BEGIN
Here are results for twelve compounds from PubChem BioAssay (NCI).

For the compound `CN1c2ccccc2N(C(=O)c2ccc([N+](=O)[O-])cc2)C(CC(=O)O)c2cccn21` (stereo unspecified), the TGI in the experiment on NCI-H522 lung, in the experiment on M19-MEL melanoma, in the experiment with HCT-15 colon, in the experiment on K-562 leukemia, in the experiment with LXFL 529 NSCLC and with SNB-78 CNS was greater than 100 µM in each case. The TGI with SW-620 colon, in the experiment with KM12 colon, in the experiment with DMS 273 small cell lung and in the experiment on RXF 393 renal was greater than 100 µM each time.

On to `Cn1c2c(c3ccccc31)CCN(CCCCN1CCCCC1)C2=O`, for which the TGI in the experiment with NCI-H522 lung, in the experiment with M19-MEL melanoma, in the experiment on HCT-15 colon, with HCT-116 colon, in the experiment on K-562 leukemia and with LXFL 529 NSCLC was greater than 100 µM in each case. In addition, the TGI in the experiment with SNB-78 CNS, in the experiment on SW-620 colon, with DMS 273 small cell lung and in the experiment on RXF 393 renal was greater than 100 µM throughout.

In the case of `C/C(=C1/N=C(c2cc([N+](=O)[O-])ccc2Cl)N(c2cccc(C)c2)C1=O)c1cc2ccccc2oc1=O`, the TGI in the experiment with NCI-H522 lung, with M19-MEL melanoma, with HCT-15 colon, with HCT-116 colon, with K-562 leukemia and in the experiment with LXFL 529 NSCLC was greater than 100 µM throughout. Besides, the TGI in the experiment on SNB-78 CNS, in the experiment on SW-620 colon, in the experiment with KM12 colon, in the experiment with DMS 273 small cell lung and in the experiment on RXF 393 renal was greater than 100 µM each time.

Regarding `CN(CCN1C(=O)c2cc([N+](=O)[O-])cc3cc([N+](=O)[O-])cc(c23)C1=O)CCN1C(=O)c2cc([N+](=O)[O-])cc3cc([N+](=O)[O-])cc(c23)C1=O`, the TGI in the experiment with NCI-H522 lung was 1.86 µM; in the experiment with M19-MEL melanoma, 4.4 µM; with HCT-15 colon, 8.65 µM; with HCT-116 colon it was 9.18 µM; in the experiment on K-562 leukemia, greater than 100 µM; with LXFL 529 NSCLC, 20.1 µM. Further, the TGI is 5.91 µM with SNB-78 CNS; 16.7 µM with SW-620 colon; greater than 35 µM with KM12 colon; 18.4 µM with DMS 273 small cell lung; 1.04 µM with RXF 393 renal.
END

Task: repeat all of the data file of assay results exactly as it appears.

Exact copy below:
Here are results for twelve compounds from PubChem BioAssay (NCI).

For the compound `CN1c2ccccc2N(C(=O)c2ccc([N+](=O)[O-])cc2)C(CC(=O)O)c2cccn21` (stereo unspecified), the TGI in the experiment on NCI-H522 lung, in the experiment on M19-MEL melanoma, in the experiment with HCT-15 colon, in the experiment on K-562 leukemia, in the experiment with LXFL 529 NSCLC and with SNB-78 CNS was greater than 100 µM in each case. The TGI with SW-620 colon, in the experiment with KM12 colon, in the experiment with DMS 273 small cell lung and in the experiment on RXF 393 renal was greater than 100 µM each time.

On to `Cn1c2c(c3ccccc31)CCN(CCCCN1CCCCC1)C2=O`, for which the TGI in the experiment with NCI-H522 lung, in the experiment with M19-MEL melanoma, in the experiment on HCT-15 colon, with HCT-116 colon, in the experiment on K-562 leukemia and with LXFL 529 NSCLC was greater than 100 µM in each case. In addition, the TGI in the experiment with SNB-78 CNS, in the experiment on SW-620 colon, with DMS 273 small cell lung and in the experiment on RXF 393 renal was greater than 100 µM throughout.

In the case of `C/C(=C1/N=C(c2cc([N+](=O)[O-])ccc2Cl)N(c2cccc(C)c2)C1=O)c1cc2ccccc2oc1=O`, the TGI in the experiment with NCI-H522 lung, with M19-MEL melanoma, with HCT-15 colon, with HCT-116 colon, with K-562 leukemia and in the experiment with LXFL 529 NSCLC was greater than 100 µM throughout. Besides, the TGI in the experiment on SNB-78 CNS, in the experiment on SW-620 colon, in the experiment with KM12 colon, in the experiment with DMS 273 small cell lung and in the experiment on RXF 393 renal was greater than 100 µM each time.

Regarding `CN(CCN1C(=O)c2cc([N+](=O)[O-])cc3cc([N+](=O)[O-])cc(c23)C1=O)CCN1C(=O)c2cc([N+](=O)[O-])cc3cc([N+](=O)[O-])cc(c23)C1=O`, the TGI in the experiment with NCI-H522 lung was 1.86 µM; in the experiment with M19-MEL melanoma, 4.4 µM; with HCT-15 colon, 8.65 µM; with HCT-116 colon it was 9.18 µM; in the experiment on K-562 leukemia, greater than 100 µM; with LXFL 529 NSCLC, 20.1 µM. Further, the TGI is 5.91 µM with SNB-78 CNS; 16.7 µM with SW-620 colon; greater than 35 µM with KM12 colon; 18.4 µM with DMS 273 small cell lung; 1.04 µM with RXF 393 renal.